The Man Who Flew Into Space From His Apartment

A response by Wayne Burrows

“Fragments are all that are left. Story debris. Charred words. Splintered sentences. Out of the wreckage we piece together what might have been…”

These are the opening sentences of ‘Detritus’, Michael Pinchbeck’s fragmentary 2007 meditation on Ilya Kabakov’s 1985 installation ‘The Man Who Flew Into Space From His Apartment’.

They do not appear anywhere in the script of Pinchbeck’s recently completed performance, in which various performers meditate on Kabakov’s installation for audiences of ten people at a time, but somehow these earlier and later responses to Kabakov’s artwork share a sensibility and approach.

In 2015, we sit around the makeshift stage set up inside the former classroom of a semi-derelict school block in Nottingham. Its wooden palette appears to be sprung on elastic, ready to break its moorings and launch the performer into the sky through the ceiling above us, while the performer narrates his or her script, which is dictated entirely through headphones.

None of us, neither audience or performer, knows where this is leading. We are asked to deliver lines and perform actions that have been handed to us in envelopes like instructions passed between Cold War spies. We find ourselves becoming co-conspirators in the reconstruction of a history of news bulletins, propaganda posters, photographs of lunar landings and earthly commemorations.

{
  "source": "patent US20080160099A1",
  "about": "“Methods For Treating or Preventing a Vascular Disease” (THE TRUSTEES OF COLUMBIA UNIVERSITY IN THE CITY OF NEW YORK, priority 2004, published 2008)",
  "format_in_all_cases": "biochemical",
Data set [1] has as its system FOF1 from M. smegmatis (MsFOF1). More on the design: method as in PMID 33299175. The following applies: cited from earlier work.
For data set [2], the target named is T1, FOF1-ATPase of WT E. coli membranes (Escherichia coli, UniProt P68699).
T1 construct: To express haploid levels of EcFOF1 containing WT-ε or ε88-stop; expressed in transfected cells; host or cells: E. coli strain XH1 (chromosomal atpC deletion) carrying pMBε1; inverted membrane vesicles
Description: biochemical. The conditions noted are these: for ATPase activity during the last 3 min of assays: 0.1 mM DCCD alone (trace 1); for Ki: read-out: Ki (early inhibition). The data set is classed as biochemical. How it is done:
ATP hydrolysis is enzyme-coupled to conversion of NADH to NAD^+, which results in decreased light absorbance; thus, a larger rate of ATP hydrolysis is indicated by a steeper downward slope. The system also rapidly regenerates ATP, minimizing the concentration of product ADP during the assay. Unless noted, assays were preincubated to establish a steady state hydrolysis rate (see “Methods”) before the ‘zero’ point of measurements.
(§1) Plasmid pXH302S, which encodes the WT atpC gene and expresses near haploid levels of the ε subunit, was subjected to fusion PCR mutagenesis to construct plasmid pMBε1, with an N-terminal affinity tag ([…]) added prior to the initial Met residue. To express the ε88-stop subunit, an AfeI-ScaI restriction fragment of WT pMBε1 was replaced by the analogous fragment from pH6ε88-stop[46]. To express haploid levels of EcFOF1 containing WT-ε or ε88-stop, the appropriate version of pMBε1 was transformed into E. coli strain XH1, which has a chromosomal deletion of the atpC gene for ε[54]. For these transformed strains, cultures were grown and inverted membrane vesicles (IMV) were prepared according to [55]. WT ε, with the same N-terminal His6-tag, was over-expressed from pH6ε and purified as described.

Kabakov’s installation contains this history, too. It was first devised as a fantasy of escape from the artist’s own apartment while he remained under Soviet-era restrictions. There are Soviet propaganda posters on the walls of the room left behind by the original work’s absent subject.

In this way, back in 1985, Kabakov gave us a stage set from which the performer had already departed, leaving us to fill in the story his work implies but refuses to tell. We suspect that the history of our last half century has been one of forgetting, both the optimism of transcending ourselves and the darkness of the various repressions that limit the possibilities open to us.

The question asked is how do we escape? What clues have we missed? How do we break the ceilings that press down on us and begin to take flight? The answers are oblique. Perhaps we try to remember. Maybe we can piece together the words and images, the memories and signs, that remain available to us.

Whatever happens, we strive to take flight together even when no-one knows where on Earth, or away from this world, we might be going. Somewhere we might find a balloon or a white rose in our hands. We could drink vodka together. We suspect there is something to do with love.

Image: Julian Hughes